District Heights, MD – A team of police officers who were serving a search warrant at the wrong house encountered an armed father who was trying to protect his daughter from what he believed were intruders.
During a news conference on the incident, George's County Police Chief Hank Stawinski admitted that a nine-member special operations team went to the apartment when they served a search warrant around 10:30 p.m.
"A law-abiding, hard-working citizen and his daughter were home at the point where we began to execute that search warrant," Stawinski said.
The police chief claimed the warrant was originally granted because a “confidential informant” told officers that a drug dealer was living at the residence. "Our officers had worked to corroborate the information from that confidential informant, however, we did not draw the right conclusion," he said.
According to a report from NBC Washington, when the officers arrived at the home, they “announced” their presence, and then “used a device to open the door.” It is not clear whether they used a battering ram to break down the door, or if they threw flash-bang grenades inside the home to startle the residents.
When the officers broke down the door, they encountered a man who was holding a shotgun. He fired a single shot, which Stawinski claimed hit two of the officers who were trying to break into the man’s home. However, when the man realized the intruders were police officers, he dropped his weapon and begged them not to shoot his daughter.
"As that door now opens, he realizes that those are police officers. He immediately drops that weapon. He immediately goes to the window and starts communicating, 'You've got the wrong address. Don't shoot my daughter,'" Stawinski said.
While one of the officers returned fire, no one was hit, and the officers who were shot by the homeowner are in stable condition—which is a miraculous ending to what could have been a tragic scene.
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Because police admitted that they attempted to serve a search warrant at the wrong home, because they acknowledge that any attempt to press charges against the innocent man could result in a costly lawsuit, and likely because no one was killed during the incident, Stawinski confirmed that no charges would be filed against the man who shot the officers.
"The investigation corroborates his account that he did not know that there were police officers trying to enter his residence. I believe that and I know that to be true," Stawinski said.
The police chief also admitted that his department needs more training when determining search warrants and deciding to break into houses based on rumors from confidential informants. "I am not satisfied that we had done enough to corroborate the information we had in the obtaining of that search warrant," he said.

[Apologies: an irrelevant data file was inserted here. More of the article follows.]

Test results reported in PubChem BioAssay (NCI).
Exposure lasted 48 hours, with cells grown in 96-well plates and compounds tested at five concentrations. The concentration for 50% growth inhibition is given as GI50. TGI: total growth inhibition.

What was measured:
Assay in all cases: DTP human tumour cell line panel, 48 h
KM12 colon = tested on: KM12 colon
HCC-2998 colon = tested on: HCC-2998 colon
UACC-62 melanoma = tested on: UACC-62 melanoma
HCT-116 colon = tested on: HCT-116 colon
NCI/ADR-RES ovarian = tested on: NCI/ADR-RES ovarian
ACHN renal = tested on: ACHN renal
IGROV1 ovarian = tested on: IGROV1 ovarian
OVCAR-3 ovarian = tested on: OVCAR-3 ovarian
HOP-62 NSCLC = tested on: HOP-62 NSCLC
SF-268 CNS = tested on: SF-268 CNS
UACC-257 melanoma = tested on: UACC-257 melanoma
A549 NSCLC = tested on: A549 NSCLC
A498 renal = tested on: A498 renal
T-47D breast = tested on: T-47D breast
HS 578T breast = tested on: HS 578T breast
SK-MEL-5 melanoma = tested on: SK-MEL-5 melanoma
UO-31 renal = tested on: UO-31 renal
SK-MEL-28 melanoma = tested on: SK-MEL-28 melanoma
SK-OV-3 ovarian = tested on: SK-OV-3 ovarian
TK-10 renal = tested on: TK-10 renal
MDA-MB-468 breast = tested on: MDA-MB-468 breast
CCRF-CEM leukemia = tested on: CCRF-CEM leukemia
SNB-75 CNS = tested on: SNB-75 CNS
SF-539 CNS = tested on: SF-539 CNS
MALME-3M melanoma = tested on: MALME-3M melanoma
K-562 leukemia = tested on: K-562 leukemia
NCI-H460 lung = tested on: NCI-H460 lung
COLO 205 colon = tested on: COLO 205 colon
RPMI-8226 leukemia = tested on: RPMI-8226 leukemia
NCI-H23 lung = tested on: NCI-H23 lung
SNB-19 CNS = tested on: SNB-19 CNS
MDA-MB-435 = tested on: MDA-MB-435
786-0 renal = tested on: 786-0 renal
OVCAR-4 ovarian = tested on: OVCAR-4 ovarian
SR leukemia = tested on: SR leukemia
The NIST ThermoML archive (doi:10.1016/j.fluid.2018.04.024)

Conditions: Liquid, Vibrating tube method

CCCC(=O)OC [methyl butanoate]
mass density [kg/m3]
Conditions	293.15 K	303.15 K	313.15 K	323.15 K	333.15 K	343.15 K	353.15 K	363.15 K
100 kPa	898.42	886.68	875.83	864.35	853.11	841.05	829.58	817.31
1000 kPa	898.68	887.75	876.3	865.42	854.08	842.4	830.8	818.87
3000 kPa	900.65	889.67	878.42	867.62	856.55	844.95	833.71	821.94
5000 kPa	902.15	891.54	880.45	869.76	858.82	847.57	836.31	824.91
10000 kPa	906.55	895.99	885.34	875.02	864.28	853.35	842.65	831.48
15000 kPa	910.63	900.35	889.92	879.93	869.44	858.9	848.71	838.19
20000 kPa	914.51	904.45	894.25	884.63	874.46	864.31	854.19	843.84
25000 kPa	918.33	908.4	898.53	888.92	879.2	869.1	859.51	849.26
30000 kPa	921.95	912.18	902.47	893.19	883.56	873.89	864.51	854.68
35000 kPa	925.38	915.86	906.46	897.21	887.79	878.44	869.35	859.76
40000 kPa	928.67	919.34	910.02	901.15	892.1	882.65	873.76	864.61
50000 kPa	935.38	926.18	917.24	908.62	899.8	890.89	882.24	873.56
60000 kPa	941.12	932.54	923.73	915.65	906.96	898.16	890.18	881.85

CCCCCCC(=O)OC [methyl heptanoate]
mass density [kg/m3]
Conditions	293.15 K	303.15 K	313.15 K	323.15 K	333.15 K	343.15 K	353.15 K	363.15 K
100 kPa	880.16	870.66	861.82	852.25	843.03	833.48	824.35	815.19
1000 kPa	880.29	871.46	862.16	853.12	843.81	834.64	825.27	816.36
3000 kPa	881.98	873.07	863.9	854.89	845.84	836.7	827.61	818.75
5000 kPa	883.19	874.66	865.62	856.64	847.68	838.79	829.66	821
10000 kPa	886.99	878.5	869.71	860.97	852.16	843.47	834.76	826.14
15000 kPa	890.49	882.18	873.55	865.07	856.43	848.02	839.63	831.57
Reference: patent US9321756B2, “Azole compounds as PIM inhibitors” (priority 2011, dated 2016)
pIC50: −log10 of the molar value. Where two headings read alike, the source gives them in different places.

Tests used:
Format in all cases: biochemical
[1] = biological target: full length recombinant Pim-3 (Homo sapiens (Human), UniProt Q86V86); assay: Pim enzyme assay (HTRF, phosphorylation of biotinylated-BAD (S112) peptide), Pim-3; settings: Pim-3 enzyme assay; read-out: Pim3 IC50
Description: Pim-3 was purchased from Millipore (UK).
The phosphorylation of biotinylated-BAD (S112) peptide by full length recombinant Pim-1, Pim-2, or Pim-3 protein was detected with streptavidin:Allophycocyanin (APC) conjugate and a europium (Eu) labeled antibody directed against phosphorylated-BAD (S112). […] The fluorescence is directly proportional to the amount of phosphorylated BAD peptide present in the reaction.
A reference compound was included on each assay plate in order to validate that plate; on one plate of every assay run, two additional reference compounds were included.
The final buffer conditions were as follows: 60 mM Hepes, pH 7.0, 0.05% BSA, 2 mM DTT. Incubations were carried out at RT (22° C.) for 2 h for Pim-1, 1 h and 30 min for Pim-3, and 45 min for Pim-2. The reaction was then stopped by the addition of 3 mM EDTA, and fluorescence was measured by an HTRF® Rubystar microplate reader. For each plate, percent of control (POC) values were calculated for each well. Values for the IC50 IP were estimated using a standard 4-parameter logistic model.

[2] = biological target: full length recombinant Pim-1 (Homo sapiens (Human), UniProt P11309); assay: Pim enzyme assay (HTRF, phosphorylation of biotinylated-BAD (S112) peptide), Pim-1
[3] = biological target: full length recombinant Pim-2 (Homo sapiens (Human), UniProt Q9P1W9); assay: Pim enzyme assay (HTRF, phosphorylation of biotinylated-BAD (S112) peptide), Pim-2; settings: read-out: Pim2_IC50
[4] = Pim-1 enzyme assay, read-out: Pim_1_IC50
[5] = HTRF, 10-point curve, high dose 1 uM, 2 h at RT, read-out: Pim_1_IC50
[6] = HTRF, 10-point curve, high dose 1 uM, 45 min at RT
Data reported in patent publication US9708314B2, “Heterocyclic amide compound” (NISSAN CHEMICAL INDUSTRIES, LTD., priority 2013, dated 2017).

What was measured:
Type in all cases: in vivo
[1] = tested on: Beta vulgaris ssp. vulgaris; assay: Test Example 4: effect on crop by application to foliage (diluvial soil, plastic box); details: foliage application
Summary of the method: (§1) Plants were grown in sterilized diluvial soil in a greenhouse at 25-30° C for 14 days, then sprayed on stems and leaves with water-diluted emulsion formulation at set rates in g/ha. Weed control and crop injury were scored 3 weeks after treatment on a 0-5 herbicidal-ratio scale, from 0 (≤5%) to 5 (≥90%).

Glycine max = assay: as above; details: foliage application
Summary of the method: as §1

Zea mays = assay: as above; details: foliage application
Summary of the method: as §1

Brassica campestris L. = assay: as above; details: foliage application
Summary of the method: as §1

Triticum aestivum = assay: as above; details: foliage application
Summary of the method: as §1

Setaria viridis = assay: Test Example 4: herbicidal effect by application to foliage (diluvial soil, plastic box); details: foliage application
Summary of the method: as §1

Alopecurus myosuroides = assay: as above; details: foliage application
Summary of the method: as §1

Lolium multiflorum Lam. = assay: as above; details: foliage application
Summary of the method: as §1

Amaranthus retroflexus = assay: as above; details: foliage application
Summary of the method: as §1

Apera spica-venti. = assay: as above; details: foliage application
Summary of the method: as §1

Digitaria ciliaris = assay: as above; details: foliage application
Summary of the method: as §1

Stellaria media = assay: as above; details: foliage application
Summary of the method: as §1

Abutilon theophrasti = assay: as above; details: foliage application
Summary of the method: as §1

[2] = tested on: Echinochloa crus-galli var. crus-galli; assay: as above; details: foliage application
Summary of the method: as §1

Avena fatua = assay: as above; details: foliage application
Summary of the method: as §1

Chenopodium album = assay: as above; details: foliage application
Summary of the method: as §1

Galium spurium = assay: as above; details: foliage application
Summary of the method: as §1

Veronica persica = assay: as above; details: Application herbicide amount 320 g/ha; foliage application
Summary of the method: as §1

As The Free Thought Project has reported, this is not the first time a team of police officers has attempted to serve a search warrant at the wrong home. In December 2017, a SWAT team in Chicago raided the wrong house and were reprimanded by the homeowner who demanded an apology, while recording the incident on Facebook Live.
“Next thing you know, when I’m looking there’s guns in my face. Just guns drawn out, ‘Get outta here, who’s in here with you?’ Just a bunch of questions,” Homeowner Shanae Cross said, describing the scene when SWAT team members first broke into her house. “I’m like, ‘What the hell is you doing in my house? Who are you, why are you in my house?‘ Then I realize when I see the vests and all, this is the police.”
Officers began to arrest Cross’s 17-year-old brother, and she said she immediately demanded to see a search warrant for the residence where the officers were initiating the “no-knock” raid. When an officer told her the street address was “8203,” she informed them that they were at the wrong house.
“I’m like ‘This is 8209, you f—king idiot. You’re in the wrong house!’”
Earlier this year, young children were traumatized and injured by flash-bang grenades, an innocent father was terrorized and arrested by police, and their home was damaged, after a SWAT team carried out an early morning no-knock raid on the wrong house in Chattanooga, Tennessee.
Homeowner Spencer Renck said he lives at 4040 Lynncrest Drive, and it was not until after the officers damaged his property, traumatized his children and put him in handcuffs that they realized they were at 4030 Lynncrest Drive. However, when they realized their mistake, they simply left and went to raid the house next door as if they had done nothing wrong.